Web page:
Rohrbough filed suit against the Hospital and Frueh, in both her individual and official capacity, alleging the Hospital impermissibly retaliated against her for exercising First Amendment rights. Rohrbough specifically alleges her speech relating to the Hospital's staffing crisis, the heart misallocation, and incident reports were protected under the First Amendment. The Hospital moved for summary judgment, arguing that all of Rohrbough's speech was made pursuant to her official responsibilities and therefore unprotected under Garcetti.
The district court entered summary judgment in favor of the Hospital. It held that under the standards developed in the wake of Garcetti, it was “clear that all the speech for which plaintiff was allegedly retaliated against [fell] squarely within the scope of her official duties.” The district court held Rohrbough's complaints about inadequate staffing “by her own admission, directly related to her concerns about patient safety and welfare” and fell squarely within her “overarching job responsibility as a nurse” to ensure those concerns were met. Similarly, the district court held the occurrence reports were also written pursuant to Rohrbough's “broader, official duties as a nurse to safeguard patient welfare.” Finally, with respect to her communications with UNOS, the district court held this speech was a “natural, foreseeable outgrowth” of Rohrbough's official duty to contact UNOS to place patients on the transplant list or to change a patient's status on that list. As a result, the district court held that none of the speech activities on which Rohrbough's claim was based were “subject to protection under the First Amendment in the wake of Garcetti.” On appeal, Rohrbough argues the district court erred in determining she spoke pursuant to her official duties as the Hospital's Transplant Coordinator.
A. Standard of Review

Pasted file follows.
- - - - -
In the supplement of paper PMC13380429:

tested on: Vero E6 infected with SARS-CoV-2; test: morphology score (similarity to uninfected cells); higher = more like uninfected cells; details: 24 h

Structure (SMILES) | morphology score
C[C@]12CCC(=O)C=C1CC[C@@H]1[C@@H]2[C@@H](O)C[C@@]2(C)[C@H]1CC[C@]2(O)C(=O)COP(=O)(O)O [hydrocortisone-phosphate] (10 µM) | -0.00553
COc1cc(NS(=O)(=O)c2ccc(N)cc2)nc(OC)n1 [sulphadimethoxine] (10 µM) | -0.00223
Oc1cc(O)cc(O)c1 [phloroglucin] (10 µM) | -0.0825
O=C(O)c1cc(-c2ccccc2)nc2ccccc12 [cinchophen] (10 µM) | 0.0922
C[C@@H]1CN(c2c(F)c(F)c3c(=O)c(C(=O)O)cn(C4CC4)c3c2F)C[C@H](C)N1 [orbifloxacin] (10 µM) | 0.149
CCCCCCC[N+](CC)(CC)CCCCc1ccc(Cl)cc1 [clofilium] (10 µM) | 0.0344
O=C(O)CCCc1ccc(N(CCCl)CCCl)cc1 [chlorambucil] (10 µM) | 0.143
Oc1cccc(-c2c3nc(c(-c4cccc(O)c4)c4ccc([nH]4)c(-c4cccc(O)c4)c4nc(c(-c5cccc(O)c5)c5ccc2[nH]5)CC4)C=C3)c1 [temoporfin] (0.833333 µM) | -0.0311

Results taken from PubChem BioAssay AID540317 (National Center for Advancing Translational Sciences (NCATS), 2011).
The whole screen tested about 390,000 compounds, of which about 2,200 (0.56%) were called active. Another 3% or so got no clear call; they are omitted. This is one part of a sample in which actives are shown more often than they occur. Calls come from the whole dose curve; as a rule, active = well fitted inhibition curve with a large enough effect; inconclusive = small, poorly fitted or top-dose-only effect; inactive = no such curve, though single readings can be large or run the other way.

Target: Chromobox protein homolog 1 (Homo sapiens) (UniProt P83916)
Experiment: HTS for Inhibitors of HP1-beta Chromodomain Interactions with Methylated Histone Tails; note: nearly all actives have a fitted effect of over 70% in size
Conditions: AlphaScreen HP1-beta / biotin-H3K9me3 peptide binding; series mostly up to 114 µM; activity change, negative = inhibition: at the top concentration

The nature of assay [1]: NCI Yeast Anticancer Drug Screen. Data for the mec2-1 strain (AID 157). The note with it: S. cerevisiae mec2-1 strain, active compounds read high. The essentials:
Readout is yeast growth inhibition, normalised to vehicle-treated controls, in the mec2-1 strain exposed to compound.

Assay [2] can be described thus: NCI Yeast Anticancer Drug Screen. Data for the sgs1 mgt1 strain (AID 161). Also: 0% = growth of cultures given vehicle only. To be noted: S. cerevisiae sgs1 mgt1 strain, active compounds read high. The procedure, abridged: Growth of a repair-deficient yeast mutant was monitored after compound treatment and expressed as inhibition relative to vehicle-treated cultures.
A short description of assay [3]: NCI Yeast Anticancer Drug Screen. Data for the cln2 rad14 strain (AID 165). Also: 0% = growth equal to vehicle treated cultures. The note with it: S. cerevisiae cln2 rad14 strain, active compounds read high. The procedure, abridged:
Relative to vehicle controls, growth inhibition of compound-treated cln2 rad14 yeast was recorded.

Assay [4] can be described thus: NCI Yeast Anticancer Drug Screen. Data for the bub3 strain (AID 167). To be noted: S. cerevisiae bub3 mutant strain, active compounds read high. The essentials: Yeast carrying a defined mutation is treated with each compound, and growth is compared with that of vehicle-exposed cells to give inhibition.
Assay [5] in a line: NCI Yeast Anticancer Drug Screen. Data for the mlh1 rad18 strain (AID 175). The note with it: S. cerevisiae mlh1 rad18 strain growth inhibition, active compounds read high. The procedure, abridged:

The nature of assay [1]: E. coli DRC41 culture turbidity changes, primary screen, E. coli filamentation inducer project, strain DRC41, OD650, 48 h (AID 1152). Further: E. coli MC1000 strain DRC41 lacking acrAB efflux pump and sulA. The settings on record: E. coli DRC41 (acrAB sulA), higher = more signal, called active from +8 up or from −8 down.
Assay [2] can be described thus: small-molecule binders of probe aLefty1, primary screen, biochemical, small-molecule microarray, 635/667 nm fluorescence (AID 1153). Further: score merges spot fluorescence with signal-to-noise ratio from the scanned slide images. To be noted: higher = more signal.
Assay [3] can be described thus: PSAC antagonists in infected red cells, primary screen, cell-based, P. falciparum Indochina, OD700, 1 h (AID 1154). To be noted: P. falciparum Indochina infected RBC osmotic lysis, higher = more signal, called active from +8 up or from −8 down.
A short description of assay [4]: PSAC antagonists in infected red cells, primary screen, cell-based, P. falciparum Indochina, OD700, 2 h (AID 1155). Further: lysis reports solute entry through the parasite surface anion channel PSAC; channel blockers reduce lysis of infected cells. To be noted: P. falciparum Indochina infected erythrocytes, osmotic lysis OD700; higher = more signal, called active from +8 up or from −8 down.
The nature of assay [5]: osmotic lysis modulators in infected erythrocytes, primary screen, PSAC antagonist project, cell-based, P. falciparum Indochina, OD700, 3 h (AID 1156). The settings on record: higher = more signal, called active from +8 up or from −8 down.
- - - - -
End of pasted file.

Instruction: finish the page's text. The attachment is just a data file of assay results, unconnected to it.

“We review the district court's grant of summary judgment for the [defendants] de novo, applying the same legal standard as the district court.” Shero v. City of Grove, Okla., 510 F.3d 1196, 1200 (10th Cir.2007). Summary judgment is proper when “the pleadings, the discovery and disclosure materials on file, and any affidavits show that there is no genuine issue as to any material fact and that the movant is entitled to judgment as a matter of law.” Fed.R.Civ.P. 56(c)(2). “Furthermore, because this case involves the First Amendment, we have an obligation to make an independent examination of the whole record in order to make sure that the judgment does not constitute a forbidden intrusion on the field of free expression.” Brammer-Hoelter v. Twin Peaks Charter Acad., 492 F.3d 1192, 1201 (10th Cir.2007) (quotation omitted).
B. Freedom of Speech Retaliation Claim
In Garcetti v. Ceballos, the Supreme Court reaffirmed that “the First Amendment protects a public employee's right, in certain circumstances, to speak as a citizen addressing matters of public concern.” 547 U.S. 410, 417 (2006). The Court recognized the inherent tension between an employee's right to free speech and the government employer's right to exercise “a significant degree of control over their employees' words and actions,” and concluded “while the First Amendment invests public employees with certain rights, it does not empower them to constitutionalize the employee grievance.” Id. at 418, 420 (quotation omitted).
To balance these competing interests, this court employs the inquiry set out in Pickering v. Bd. of Educ., 391 U.S. 563 (1968), and modified by Garcetti. Brammer-Hoelter, 492 F.3d at 1202. The Garcetti/Pickering inquiry comprises five steps:
(1) whether the speech was made pursuant to an employee's official duties; (2) whether the speech was on a matter of public concern; (3) whether the government's interests, as employer, in promoting the efficiency of the public service are sufficient to outweigh the plaintiff's free speech interests; (4) whether the protected speech was a motivating factor in the adverse employment action; and (5) whether the defendant would have reached the same employment decision in the absence of the protected conduct.
Dixon v. Kirkpatrick, 553 F.3d 1294, 1302 (10th Cir.2009).